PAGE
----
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Mac Gems: Spotdox makes all your files accessible via Dropbox

Dan Frakes | April 29, 2013
I'm a huge fan of Dropbox, the online service and app that together let you keep files synchronized between multiple computers, the Dropbox website, and even your iOS devices thanks to the Dropbox iOS app (and many third-party iOS apps that use Dropbox for storing files). Like many of my fellow Macworld editors, I keep all my in-progress work in my Dropbox folder so I can access that work from any device, anywhere, at any time.

A search field at the top of this webpage offers options to search any visible folder or any parent folder, as well as to filter your search by type of data: images, movies, audio, presentation, Word, Excel, Numbers, Pages, PDF, PNG, JPG, Photoshop, or Zip. Searches aren't as fast as a Spotlight search while sitting at your computer, but they're fast enough considering you're searching your Mac from afar.

Once you've found the desired file or folder, you just tap the Copy To Dropbox button that appears next to the Info button. After a short delay, you'll see a dialog box confirming the copy. Your file or folder--a copy of it, at least, as the original remains in the location you found it--is now accessible in the Spotdox folder inside your Dropbox folder. (Specifically, the copy of the file is created in Dropbox/Apps/spotdox/uploads.)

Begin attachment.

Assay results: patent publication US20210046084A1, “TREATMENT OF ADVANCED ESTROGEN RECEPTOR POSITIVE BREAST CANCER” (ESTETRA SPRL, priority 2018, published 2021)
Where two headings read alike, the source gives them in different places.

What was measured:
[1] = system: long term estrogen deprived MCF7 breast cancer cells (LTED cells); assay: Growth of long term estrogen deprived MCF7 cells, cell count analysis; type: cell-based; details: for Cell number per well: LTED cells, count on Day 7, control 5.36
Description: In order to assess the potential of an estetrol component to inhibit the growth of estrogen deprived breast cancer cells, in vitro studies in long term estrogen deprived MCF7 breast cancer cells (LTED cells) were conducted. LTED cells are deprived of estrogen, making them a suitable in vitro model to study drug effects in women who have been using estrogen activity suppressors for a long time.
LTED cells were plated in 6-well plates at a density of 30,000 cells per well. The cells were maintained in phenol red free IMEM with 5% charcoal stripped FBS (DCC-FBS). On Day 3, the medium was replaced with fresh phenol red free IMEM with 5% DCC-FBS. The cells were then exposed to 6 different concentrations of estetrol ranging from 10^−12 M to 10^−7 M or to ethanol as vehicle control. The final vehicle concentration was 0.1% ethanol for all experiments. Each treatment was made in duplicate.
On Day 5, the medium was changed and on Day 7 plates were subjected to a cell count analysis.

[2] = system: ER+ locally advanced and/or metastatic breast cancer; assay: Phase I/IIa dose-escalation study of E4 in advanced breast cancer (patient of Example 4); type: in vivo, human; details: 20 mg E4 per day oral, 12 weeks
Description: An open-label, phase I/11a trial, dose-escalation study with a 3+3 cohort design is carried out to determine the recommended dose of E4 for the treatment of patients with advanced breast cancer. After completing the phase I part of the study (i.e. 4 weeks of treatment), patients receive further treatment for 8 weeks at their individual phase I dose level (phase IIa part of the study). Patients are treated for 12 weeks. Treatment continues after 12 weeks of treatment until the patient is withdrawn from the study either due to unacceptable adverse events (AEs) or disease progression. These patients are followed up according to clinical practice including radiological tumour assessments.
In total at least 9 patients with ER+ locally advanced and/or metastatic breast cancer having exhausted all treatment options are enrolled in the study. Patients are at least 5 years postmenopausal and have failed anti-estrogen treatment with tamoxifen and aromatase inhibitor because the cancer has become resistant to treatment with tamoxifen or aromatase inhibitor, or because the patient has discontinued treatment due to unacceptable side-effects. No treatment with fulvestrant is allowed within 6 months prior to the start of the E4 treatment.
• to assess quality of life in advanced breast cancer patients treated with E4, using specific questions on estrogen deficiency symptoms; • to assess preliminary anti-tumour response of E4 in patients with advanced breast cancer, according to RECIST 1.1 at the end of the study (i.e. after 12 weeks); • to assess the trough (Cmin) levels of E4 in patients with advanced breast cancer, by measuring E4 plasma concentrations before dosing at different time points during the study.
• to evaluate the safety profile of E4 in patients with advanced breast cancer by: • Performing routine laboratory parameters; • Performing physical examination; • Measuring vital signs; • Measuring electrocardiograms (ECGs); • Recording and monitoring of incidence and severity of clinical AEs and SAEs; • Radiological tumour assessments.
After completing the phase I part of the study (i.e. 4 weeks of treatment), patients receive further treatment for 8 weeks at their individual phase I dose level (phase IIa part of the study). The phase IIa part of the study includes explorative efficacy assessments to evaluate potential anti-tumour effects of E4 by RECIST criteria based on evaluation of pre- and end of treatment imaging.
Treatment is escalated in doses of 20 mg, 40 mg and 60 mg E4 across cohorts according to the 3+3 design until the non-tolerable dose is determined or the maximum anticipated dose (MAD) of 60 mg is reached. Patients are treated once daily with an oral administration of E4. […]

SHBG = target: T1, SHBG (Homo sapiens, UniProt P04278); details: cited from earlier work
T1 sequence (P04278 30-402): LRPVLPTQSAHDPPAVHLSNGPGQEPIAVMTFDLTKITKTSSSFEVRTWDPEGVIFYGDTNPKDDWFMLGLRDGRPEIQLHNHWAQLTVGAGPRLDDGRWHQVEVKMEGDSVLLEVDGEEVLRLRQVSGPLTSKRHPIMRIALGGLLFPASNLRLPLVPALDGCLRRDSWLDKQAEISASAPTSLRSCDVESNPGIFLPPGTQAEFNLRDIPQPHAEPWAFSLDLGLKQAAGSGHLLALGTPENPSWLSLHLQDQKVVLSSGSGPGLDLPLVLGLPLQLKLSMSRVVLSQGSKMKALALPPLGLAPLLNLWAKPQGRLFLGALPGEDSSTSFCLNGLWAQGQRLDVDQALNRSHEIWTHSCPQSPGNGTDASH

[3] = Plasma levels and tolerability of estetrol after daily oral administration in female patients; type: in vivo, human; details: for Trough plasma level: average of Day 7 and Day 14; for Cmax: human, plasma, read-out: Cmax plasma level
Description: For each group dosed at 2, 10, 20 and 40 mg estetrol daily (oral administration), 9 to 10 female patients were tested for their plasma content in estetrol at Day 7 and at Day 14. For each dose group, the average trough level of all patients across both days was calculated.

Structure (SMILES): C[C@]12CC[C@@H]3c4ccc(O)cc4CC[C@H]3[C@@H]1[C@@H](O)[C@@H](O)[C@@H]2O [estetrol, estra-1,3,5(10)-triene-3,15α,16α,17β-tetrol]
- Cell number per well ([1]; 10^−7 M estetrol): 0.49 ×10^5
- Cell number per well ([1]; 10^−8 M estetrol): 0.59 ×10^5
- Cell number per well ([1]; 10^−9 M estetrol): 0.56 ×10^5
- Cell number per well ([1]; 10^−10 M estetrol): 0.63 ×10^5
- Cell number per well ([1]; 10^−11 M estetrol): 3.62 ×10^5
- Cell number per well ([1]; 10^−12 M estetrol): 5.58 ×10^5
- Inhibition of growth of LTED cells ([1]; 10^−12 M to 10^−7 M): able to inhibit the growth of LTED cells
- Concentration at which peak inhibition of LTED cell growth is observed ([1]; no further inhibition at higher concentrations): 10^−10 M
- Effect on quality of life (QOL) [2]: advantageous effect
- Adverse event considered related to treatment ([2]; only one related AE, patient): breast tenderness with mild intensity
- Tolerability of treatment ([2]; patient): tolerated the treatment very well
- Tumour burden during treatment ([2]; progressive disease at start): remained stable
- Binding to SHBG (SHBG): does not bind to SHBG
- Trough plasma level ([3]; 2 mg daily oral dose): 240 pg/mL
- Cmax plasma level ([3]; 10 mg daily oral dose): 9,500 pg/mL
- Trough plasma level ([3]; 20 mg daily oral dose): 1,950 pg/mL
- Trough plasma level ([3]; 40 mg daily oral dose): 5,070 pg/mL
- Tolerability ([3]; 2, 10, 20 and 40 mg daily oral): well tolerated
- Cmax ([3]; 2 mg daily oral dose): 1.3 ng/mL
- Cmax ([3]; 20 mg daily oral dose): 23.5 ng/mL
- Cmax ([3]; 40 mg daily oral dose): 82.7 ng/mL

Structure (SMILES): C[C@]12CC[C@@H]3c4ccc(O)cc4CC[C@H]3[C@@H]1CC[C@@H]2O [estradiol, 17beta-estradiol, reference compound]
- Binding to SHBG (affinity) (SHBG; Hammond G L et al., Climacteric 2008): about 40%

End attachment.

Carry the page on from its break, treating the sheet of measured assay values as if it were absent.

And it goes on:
This means the file is now available on any of your computers and other devices with access to your Dropbox folder, as well as on the Dropbox website and from within any Dropbox-enabled app. You can also tap the Uploads button in the Spotdox Web interface for quick access to all the files you've copied to your Spotdox folder, or tap the Dropbox button to peruse your actual Dropbox folder in Spotdox's browser.

If you want to move a file out of your Dropbox folder--say, to free up space in a Dropbox account that's nearing its capacity--you can do that, too: While previewing an item in the Dropbox view, clicking or tapping the Move Out Of Dropbox button moves that item to your Downloads folder.

Browsing your drive in Spotdoc's Web interface is a bit sluggish, and using Web-browser Back/Forward buttons to navigate between representations of folders feels clumsy compared to using the Finder. But if you rely on Dropbox to keep your files and folders accessible from all your devices, I feel confident in saying that Spotdox will eventually get you out of a self-inflicted jam.

The developer is currently offering a free lifetime membership for the first 10,000 users. Pricing for subsequent users has not yet been announced.


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